Bible Articles on the Topic of Babylon

The following articles have been compiled and indexed by inWORD Bible software.

Babylon = Assyria

In the Old Testament, “Babylon” and “Assyria” are sometimes used interchangeably of the same political power:


Babylon first came to prominence under Hammurabi (c. 1792-50 B.C.), who gained control of all southern Mesopotamia. It came under the shadow of Assyria from the ninth century until Nineveh fell in 612 B.C. As Assyria weakened, Pharaoh Necho sought to establish Egyptian influence in Syria to the north of Israel. He defeated Josiah at Megiddo in 609 B.C. (2 Kings 23:29), but was eventually defeated by Nebuchadnezzar at the Battle of Carchemish in 605 B.C. (Jeremiah 46:2), thus paving the way for Babylon to gain pre-eminence in the region.

Nebuchadnezzar’s Image (Daniel 2)

Because of its very familiarity, the main outline of this remarkable revelation will be treated in relatively brief fashion. Indeed, the only valid reason for spending time on it here is the often-unrecognised fact that certain features of the king’s dream seem traditionally to have been misconstrued.

Day Of The Lord (Part 1): What’s The Deal With Babylon?

The End Times. The Apostacy. The Whore of Babylon. Judgement. All of these buzz words can be sensitive subjects for Christians. But how do the Bible authors deal with the future of the world? Answer: They use a phrase called “The Day of the Lord.”


The Greek form of BABEL; Semitic form Babilu, meaning “The Gate of God.” In the Assyrian tablets it means “The city of the dispersion of the tribes.” The monumental list of its kings reaches back to B.C. 2300, and includes Khammurabi, or Amraphel (q.v.), the contemporary of Abraham. It stood on the Euphrates, about 200 miles above its junction with the Tigris, which flowed through its midst and divided it into two almost equal parts. The Elamites invaded Chaldea (i.e., Lower Mesopotamia, or Shinar, and Upper Mesopotamia, or Accad, now combined into one) and held it in subjection. At length Khammu-rabi delivered it from the foreign yoke, and founded the new empire of Chaldea (q.v.), making Babylon the capital of the united kingdom. This city gradually grew in extent and grandeur, but in process of time it became subject to Assyria. On the fall of Nineveh (B.C. 606) it threw off the Assyrian yoke, and became the capital of the growing Babylonian empire. Under Nebuchadnezzar it became one of the most splendid cities of the ancient world.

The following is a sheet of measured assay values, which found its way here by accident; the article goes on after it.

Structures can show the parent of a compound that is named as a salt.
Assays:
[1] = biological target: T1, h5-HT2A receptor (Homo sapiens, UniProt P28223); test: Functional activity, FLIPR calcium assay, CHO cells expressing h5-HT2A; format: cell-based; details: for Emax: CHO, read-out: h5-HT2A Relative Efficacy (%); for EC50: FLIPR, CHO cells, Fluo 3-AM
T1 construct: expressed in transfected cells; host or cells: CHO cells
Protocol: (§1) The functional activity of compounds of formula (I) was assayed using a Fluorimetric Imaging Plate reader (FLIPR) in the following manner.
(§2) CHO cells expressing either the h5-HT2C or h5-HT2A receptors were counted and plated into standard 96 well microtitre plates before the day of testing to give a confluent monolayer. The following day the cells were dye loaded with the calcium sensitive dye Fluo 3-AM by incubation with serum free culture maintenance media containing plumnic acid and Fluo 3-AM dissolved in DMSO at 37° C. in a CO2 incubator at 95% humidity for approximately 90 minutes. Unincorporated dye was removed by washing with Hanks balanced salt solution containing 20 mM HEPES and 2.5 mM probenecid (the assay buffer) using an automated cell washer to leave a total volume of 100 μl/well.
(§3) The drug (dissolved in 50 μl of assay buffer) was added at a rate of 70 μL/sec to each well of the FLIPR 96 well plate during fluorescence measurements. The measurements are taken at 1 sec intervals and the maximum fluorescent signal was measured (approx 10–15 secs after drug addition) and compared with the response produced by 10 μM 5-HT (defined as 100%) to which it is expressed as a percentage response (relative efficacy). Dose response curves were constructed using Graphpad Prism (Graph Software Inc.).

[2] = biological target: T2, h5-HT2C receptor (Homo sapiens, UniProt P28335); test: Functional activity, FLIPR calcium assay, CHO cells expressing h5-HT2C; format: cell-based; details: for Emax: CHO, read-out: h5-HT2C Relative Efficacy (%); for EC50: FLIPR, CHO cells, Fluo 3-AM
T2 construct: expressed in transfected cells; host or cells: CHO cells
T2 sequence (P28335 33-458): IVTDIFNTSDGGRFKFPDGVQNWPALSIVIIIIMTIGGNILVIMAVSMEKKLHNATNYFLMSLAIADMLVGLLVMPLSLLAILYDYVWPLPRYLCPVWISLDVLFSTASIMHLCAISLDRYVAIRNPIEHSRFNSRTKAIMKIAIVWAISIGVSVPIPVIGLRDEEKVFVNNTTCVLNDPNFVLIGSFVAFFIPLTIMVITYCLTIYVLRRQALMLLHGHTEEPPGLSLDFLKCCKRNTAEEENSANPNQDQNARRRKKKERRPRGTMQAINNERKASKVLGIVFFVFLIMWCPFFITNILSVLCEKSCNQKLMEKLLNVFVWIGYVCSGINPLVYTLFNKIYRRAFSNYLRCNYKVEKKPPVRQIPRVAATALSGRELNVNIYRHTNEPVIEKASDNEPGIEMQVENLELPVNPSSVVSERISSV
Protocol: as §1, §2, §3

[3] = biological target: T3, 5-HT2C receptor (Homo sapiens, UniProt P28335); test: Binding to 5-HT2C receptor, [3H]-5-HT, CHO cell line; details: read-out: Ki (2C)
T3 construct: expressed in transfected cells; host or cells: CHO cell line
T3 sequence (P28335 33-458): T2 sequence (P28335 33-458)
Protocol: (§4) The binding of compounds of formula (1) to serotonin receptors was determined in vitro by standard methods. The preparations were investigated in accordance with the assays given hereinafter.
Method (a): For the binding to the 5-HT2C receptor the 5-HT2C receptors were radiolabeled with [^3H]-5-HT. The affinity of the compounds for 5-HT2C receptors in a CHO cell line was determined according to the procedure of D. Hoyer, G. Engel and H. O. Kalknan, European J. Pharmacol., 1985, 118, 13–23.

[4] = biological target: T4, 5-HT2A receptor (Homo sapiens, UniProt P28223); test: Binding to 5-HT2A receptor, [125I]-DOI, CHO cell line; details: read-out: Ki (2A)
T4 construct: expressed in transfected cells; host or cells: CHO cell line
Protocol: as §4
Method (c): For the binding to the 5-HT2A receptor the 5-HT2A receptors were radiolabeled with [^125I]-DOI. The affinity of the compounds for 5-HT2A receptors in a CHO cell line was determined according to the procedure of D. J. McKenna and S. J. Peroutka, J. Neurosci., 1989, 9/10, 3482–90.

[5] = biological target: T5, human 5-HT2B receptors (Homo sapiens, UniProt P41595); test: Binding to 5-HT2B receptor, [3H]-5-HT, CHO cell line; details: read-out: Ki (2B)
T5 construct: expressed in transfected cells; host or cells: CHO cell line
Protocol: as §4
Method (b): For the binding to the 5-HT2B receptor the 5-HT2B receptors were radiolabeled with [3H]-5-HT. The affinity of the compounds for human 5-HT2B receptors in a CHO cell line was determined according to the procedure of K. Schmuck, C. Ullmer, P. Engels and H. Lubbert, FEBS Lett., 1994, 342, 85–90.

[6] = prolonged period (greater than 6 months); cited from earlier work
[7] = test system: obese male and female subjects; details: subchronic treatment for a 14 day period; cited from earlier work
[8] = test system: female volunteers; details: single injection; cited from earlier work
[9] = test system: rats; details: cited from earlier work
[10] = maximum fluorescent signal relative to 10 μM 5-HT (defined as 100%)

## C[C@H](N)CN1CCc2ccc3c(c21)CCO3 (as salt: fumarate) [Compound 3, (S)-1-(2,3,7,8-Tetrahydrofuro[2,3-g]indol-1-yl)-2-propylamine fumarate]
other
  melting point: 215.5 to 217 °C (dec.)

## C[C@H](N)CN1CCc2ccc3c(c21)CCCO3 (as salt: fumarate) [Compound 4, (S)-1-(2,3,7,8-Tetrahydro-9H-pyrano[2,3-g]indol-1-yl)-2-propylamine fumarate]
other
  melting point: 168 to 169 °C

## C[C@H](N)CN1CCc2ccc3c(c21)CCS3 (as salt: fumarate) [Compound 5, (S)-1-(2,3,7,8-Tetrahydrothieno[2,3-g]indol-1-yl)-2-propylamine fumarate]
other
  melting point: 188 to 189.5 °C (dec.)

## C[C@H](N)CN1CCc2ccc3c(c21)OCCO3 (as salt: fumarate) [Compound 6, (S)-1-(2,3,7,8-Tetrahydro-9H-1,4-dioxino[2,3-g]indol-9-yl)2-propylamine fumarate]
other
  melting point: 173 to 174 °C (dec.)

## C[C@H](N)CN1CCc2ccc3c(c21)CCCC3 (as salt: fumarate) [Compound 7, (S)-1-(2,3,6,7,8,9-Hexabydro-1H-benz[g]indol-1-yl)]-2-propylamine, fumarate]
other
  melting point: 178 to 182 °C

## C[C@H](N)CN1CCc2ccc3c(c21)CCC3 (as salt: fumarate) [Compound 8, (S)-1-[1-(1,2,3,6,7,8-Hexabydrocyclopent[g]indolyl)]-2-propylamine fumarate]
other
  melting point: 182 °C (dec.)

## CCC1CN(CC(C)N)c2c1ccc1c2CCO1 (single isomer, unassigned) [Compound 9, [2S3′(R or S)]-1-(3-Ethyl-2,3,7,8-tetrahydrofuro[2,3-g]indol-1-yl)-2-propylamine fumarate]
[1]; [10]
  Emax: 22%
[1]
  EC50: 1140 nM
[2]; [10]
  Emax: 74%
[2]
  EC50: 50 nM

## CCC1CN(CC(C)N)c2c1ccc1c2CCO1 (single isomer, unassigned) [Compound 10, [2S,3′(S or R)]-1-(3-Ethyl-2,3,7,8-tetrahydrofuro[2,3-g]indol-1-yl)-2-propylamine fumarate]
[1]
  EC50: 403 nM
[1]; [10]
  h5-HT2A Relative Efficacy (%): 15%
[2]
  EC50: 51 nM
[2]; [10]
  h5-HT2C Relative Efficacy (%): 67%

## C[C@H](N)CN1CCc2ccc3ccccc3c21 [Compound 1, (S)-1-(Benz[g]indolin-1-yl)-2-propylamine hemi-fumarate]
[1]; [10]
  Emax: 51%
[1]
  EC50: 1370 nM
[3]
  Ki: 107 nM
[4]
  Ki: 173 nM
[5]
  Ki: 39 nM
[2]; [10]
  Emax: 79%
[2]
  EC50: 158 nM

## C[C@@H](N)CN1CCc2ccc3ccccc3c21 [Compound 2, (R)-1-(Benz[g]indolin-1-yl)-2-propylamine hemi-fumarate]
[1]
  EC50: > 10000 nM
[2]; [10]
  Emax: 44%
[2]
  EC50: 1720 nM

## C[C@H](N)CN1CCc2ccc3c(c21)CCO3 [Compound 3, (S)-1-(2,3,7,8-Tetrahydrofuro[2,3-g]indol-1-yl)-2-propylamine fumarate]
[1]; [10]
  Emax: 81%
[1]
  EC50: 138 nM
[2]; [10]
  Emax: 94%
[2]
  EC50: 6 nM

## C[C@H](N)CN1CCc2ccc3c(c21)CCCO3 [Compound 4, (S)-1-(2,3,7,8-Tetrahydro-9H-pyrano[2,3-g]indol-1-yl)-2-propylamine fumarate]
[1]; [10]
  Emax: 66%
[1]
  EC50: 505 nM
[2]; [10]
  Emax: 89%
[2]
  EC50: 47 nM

Babel; Babylon (1)

bā ́bel, bab ́i-lon (Topographical): Babylon was the Greek name of the city written in the cuneiform script of the Babylonians, bab-ili, which means in Semitic, “the gate of god.” The Hebrews called the country, as well as the city, Bābhel. This name they considered came from the’ root, bālal, “to confound” (Genesis 11:9). The name in Sumerian ideographs was written Din-tir, which means “life of the forest,” and yet ancient etymologists explained it as meaning “place of the seat of life” (shubat balâṭe). Ka-dingirra, which also means “gate of god,” was another form of the name in Sumerian. It was also called Su-anna (which is of uncertain meaning) and Uru-azagga, “the holy city.”

Babel; Babylon (2)

(בּבל, bābhēl; Assyro-Bab Bâb-îli, Bâb-îlāni, “gate of god,” or “of the gods,” rendered in Sumerian as Ka-dingira, “gate of god,” regarded as a folk-etymology): See BABEL, TOWER OF, section 14.

Babylon in the New Testament

Babylon Βαβυλῶν, Babulō̇n, is used in New Testament in at least two different senses:


shī ́nar (שׁנער, shin‛ar; Σεναάρ, Senaár, Σεν(ν)αάρ, Sen(n)aár):


Bab’ylon, (Hebrews and Chald. Babel’, בָּבֶל, Gr. Βαβυλών), the name of more than one city in the Scriptures and other ancient writings. SEE BABEL.

Babylon is Fallen (1536)


Doom of Babylon


The Fall of Babylon


Jubilation Over the Fall of Babylon


The Ruin of Babylon


The Triumph of the Lamb, the Fall of Babylon and the Harvest



Babylon (m m6 m m0-m m:m m6 Akkadian: Bābili or Babilim; Arabic: X(X'X(Y, Bābil) was a major city of ancient Mesopotamia in the fertile plain between the Tigris and Euphrates rivers. The city was built upon the Euphrates and divided in equal parts along its left and right banks, with steep embankments to contain the river’s seasonal floods. Babylon was originally a small Semitic Akkadian city dating from the period of the Akkadian Empire c. 2300 BC.


Babylonia was an ancient Akkadian-speaking state and cultural area based in central-southern Mesopotamia (present-day Iraq). A small Amorite-ruled state emerged in 1894 BC, which contained at this time the minor city of Babylon. Babylon greatly expanded during the reign of Hammurabi in the first half of the 18th century BC, becoming a major capital city. During the reign of Hammurabi and afterwards, Babylonia was called Māt Akkadī “the country of Akkad” in the Akkadian language.


Mesopotamia (/ˌmɛsəpəˈteɪmiə/, Ancient Greek: Μεσοποταμία “[land] between rivers” from Ancient Armenian ???????? (Mijagetq); Arabic: بلاد الرافدين bilād ar-rāfidayn; Kurdish: میزۆپۆتامیا‎ Persian: میان‌رودان miyān rodān; Syriac: ܒܝܬ ܢܗܪܝܢ‎ Beth Nahrain “land of rivers”) is a name for the area of the Tigris–Euphrates river system, in modern days roughly corresponding to most of Iraq plus Kuwait, the eastern parts of Syria, and regions along the Turkish-Syrian and Iran–Iraq borders.